Earlier this month I asked her what she was reading. Her reply:
I’ve been reading Mary McCarthy’s trilogy of book length essays on the Vietnam War. I found them collected in a book called The Seventeenth Degree that I picked up at a used bookstore for a dollar. This is probably more than she made from them when they were published, in 1967, 1968 and 1972 as they were greeted with critical silence and left the bookstore only when the shop owners gave up the prospect of selling them. It is hard to see why no one paid attention, unless it was because people had already decided their views on the war and that was that. Or maybe people just felt there was nothing they could do. McCarthy was the only American novelist to visit North Vietnam. And in South Vietnam only John Steinbeck and Martha Gellhorn preceded her. Her decision to go began forming when talk of bombing North Vietnam first arose. She thought perhaps India or the Pope might intervene. Her need to find an alternative to the bombing, a way out of the impasse, she said, was evidence of how wedded she was to the “good image” she had of her country.Visit Deborah Baker's website.
Until the war on Iraq actually began, I too was wedded to this image. I had imagined that the lessons we learned from Vietnam were somehow permanently tattooed on our national consciousness. If we were to ever forget them, I thought, it would be because too much time had passed. But the men who got us into the Iraq war, both the ones in the White House, and those at the editorial desks, were of an age to remember. I couldn’t get over that; I kept waiting for everyone to come to their senses. McCarthy describes a kind of peculiar mind freeze evident among those selling the Vietnam War to themselves. She explained it then as a conditioned reflex of Americans that is intimately bound up with our ironclad faith in free-enterprise; an idea that Occupy Wall Street now has by the throat. She believed that the laws of the market dictate our responses in ways that we are only dimly aware of, whether it comes to war or in smaller day-to-day decisions we all make. “The human damage involved,” she writes, “if seen close up, may elicit a sigh, as when a co-operative apartment building fires its old Negro elevator operators…to put in self-service. ‘We had to, you see. It was cheaper.’” But there are all kinds of mental prisons at work during a war. To hear him tell it, Johnson would have dearly liked to extract himself from his “commitment” to Vietnam, but he imagined himself powerless. “[T]he more deeply he involves himself in it, the more abused and innocent he feels.” In the end his entrapment and the nation’s was complete. If this sounds awfully familiar, it should.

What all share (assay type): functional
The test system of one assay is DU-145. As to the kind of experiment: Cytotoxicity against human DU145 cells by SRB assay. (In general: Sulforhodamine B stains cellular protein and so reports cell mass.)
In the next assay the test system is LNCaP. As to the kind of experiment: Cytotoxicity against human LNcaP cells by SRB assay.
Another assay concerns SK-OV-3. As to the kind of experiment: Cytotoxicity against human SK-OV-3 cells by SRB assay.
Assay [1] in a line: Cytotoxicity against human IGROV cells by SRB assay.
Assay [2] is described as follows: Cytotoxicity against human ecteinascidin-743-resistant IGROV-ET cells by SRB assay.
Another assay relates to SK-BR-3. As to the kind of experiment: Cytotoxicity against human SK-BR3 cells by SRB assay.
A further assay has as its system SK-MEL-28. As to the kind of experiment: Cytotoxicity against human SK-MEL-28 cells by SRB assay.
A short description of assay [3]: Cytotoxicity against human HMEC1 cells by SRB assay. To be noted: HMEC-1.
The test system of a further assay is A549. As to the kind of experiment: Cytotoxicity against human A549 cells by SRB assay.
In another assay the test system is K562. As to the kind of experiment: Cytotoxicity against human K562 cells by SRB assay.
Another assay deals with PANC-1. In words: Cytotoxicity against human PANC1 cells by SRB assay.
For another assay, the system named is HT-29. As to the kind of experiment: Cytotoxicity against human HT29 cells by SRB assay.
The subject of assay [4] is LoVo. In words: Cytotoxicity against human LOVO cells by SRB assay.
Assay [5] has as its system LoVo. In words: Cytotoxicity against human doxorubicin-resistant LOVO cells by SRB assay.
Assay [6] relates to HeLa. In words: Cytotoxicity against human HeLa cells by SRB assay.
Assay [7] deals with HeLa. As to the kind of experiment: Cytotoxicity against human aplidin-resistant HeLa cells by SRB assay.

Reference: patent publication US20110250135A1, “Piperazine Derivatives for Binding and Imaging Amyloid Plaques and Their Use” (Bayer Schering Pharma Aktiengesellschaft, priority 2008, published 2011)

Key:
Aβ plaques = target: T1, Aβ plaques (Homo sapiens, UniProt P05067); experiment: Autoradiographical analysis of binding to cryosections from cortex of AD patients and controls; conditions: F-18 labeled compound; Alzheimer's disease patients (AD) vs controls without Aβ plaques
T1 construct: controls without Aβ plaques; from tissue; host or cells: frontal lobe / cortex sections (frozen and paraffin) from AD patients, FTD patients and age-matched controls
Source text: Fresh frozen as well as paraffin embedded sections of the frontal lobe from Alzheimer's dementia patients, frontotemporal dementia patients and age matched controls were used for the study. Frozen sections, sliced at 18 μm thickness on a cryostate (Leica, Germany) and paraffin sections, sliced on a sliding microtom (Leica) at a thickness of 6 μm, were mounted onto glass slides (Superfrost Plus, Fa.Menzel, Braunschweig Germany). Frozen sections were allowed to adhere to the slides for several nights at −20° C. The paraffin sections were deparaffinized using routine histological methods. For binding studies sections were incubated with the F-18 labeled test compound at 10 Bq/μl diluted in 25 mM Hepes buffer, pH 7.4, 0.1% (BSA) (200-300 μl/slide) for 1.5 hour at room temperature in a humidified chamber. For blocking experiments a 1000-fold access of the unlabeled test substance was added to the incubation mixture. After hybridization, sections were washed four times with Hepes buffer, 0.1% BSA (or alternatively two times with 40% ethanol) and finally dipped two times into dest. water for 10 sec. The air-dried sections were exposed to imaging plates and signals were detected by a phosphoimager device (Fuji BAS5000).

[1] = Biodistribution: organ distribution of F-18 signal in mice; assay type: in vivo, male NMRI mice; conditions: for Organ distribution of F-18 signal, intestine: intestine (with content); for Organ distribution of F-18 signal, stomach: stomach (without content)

While reading this book, I found myself substituting the word Iraqi or Afghan every time Mary McCarthy quoted the military on the Vietnamese. That the wars in Iraq and Afghanistan were purported responses to the attacks of 9/11 doesn’t change the fact that they eventually morphed into something else entirely. These wars are coming to a close now, and we are free to turn our minds to other things. Still, I can’t help but wonder where our war’s Mary McCarthy was.